HARPERS FERRY – Area river excursion outfitters and tour services will retain the right to use a pull-out on the Potomac River following a decision by a Washington County, Md. judge.
Administrative Judge M. Kenneth Long ruled this month that Maryland courts do not have jurisdiction over shores on the Virginia side of the Potomac, dismissing a claim by the heirs of a now-demolished vacation cabin community called Potomac Shores who sought to make area businesses River Riders, along with Butts Tubes of Purcellville, Va. and River and Trail Outfitters of Knoxville, Md., pay them to use the river and river access now owned by the U.S. Park Service.
“Ruling in any other way could reignite a centuries-long string of controversies that both states have repeatedly sought to lay to rest,” Long wrote in his decision.
The cabins were located on the Maryland side of the river, downstream from the bridges at Harpers Ferry but were demolished in 2005 after they had been condemned by the U.S. Park Service, which incorporated the land they sat on into the C&O Canal National Historical Park.
River Riders owner Matt Knott said the heirs to the property contacted him about five years ago seeking payment to use Potomac Wayside.
“We have a permit from the Park Service to get out of the river there,” Knott said.
A primary question involved in the case was where the border between Virginia and Maryland rests. The Potomac is owned by Maryland at this location, but the level of the river regularly rises and falls. The suit hinged on the answer to where Virginia began — at the high water mark, the low water mark, or somewhere in between.
“The dispute that this opinion addresses is that Potomac Shores claims to own [the riverbed] up to what’s called the ‘median high water mark’ on the Virginia side, which is the average of the water level throughout the entire year,” Knott said. “The states of Maryland and Virginia agreed hundreds of years ago that the border is the low-water mark – the shoreline, basically.”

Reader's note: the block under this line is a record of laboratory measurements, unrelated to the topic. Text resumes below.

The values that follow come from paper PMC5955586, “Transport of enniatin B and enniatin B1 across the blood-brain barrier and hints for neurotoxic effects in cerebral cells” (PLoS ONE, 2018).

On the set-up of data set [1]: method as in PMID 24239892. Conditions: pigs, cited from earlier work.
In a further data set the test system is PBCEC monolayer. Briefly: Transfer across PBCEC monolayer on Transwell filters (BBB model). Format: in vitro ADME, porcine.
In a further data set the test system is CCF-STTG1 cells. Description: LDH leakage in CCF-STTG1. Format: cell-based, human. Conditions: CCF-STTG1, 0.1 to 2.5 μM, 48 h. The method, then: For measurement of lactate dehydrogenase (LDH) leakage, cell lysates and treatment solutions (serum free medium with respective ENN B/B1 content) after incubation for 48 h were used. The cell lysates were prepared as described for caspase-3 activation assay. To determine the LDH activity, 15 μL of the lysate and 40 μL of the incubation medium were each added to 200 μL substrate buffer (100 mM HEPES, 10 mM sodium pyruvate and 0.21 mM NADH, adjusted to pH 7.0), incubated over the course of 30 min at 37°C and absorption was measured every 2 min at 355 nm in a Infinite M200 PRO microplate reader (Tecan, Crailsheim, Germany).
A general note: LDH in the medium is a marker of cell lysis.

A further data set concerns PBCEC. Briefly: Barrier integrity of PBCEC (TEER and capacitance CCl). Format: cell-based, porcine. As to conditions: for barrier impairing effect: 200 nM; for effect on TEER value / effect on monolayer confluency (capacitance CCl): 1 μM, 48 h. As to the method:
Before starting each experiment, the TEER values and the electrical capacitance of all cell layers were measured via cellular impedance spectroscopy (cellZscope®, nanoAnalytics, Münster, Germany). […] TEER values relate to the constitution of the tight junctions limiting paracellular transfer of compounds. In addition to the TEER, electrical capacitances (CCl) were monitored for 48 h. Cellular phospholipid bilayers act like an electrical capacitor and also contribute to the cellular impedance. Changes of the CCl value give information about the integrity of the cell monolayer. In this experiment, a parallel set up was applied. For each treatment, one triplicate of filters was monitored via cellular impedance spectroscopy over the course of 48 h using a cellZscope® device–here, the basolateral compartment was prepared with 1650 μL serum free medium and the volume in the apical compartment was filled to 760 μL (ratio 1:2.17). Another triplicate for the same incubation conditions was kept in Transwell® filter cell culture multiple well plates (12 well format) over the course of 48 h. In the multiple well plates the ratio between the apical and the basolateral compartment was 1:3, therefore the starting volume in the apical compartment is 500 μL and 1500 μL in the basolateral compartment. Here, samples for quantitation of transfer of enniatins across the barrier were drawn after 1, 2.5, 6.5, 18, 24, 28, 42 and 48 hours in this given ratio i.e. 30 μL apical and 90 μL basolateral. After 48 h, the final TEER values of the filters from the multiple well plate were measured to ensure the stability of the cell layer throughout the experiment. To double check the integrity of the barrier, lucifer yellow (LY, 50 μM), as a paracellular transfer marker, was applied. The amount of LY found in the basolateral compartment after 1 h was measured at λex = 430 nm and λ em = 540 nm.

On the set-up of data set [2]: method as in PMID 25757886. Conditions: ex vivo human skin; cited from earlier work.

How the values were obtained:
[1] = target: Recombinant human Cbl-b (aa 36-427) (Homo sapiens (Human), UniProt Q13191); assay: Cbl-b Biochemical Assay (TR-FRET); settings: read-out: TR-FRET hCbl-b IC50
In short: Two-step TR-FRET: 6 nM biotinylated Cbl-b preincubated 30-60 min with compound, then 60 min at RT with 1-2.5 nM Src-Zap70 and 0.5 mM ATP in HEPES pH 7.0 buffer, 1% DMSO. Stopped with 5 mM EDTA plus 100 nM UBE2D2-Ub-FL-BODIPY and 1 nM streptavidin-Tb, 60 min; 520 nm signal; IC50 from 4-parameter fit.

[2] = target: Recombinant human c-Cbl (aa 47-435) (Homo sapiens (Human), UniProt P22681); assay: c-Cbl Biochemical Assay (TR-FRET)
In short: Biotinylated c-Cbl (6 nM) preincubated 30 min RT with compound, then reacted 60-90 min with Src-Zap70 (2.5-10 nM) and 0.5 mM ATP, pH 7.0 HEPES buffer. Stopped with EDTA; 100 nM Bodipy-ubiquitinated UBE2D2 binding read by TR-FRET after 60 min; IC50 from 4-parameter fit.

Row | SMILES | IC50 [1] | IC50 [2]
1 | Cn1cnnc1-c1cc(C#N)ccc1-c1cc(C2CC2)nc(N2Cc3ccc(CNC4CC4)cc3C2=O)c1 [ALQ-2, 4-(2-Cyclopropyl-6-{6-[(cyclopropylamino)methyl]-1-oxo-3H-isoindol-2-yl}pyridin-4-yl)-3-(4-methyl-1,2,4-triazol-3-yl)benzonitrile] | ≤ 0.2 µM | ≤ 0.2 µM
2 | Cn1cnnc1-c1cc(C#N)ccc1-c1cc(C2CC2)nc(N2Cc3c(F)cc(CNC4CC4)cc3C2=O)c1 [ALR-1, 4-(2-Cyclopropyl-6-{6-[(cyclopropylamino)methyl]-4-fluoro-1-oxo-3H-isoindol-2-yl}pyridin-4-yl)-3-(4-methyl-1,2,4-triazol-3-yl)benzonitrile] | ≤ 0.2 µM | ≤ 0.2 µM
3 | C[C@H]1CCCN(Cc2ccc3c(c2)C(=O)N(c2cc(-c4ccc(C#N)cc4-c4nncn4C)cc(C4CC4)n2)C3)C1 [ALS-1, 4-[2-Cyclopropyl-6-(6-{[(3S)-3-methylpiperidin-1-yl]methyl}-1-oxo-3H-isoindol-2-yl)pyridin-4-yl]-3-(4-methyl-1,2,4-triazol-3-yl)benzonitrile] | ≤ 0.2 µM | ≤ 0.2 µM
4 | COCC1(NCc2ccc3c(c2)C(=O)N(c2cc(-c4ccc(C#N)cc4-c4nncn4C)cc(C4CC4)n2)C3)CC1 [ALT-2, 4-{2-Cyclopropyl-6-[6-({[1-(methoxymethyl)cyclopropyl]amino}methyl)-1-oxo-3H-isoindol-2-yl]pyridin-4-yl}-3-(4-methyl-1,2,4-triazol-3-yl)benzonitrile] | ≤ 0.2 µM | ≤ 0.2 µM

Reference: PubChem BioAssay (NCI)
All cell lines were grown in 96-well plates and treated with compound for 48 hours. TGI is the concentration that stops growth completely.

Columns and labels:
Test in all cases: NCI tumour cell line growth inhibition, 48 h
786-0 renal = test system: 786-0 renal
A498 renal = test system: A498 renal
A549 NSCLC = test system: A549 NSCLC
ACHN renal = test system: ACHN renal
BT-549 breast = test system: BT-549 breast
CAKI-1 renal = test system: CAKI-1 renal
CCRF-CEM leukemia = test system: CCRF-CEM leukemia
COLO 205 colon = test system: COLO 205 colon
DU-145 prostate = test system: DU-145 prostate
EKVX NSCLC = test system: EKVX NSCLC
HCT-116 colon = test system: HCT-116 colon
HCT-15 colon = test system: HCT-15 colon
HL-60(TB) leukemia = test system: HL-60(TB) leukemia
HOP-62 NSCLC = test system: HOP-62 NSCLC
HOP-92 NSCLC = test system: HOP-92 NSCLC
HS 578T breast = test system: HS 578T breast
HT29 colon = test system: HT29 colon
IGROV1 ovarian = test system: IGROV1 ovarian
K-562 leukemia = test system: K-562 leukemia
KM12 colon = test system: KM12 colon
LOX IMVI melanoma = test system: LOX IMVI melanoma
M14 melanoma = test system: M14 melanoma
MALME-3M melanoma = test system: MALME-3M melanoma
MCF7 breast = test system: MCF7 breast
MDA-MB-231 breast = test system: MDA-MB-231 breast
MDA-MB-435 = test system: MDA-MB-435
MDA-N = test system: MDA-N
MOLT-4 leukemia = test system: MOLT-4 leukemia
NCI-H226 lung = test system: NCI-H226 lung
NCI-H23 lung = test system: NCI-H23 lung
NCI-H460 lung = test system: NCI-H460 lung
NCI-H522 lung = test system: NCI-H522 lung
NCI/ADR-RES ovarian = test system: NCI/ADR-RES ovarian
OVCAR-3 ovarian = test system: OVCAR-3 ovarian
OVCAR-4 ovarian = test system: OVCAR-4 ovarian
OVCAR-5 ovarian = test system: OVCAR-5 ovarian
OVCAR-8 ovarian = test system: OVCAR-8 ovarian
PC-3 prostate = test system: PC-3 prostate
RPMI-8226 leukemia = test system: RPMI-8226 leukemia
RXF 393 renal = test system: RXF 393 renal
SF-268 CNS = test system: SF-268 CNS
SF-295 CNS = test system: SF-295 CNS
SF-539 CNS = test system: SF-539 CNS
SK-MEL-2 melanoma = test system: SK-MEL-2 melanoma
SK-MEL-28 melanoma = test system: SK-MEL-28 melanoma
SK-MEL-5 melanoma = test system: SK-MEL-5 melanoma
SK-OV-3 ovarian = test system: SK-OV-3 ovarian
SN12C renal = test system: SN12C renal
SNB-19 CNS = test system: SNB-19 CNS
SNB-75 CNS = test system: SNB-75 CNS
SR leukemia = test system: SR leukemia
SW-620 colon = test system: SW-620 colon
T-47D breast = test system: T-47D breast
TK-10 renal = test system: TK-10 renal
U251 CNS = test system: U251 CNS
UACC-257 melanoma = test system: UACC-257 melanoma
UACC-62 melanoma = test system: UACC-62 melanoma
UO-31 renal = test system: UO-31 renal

Potomac Shores’ attorney Bradford Webb, declined to comment on ongoing litigation, pointing out that a motion to reconsider is still before the judge.
Knott said Potomac Shores was simply trying to find a way to make money off of Potomac Wayside.
“Potomac Shores claimed to own land for about 100 feet on the Virginia side of the river, but they don’t have any deed in Virginia. Their deed is in Maryland,” Knott said. “They own this piece of property, but they can’t really use it for anything because it is all under the Potomac River. We think they were trying to get a user fee out of us so that they could say it was valuable.”
Knott said a decision in their favor could have affected more than just the commercial river outfitters who were sued by Potomac Shores — all boaters and fishermen who use the Potomac Wayside pullout. “Everyone who pulled out there might have had to pay a user fee.”
Knott said legal precedents intended to prevent fees for river navigation are old and well-established. “There have been a lot of legal precedents over the years, and no one can own water on a navigable waterway. The Potomac is navigable. That’s why we had always ignored them. We had looked into it for years, and all kinds of attorneys had told us that the Potomac is a navigable waterway and, therefore, they couldn’t restrict anyone’s right to float through there,” Knott said.
Knott said he believes the Washington County ruling settles the matter, which he has spent more than $10,000 to defend. He said he doubts the case will be brought back up in a Virginia court.
“They don’t have a deed in Virginia, and they’ve never paid any taxes here, so Virginia is not going to hear this case.”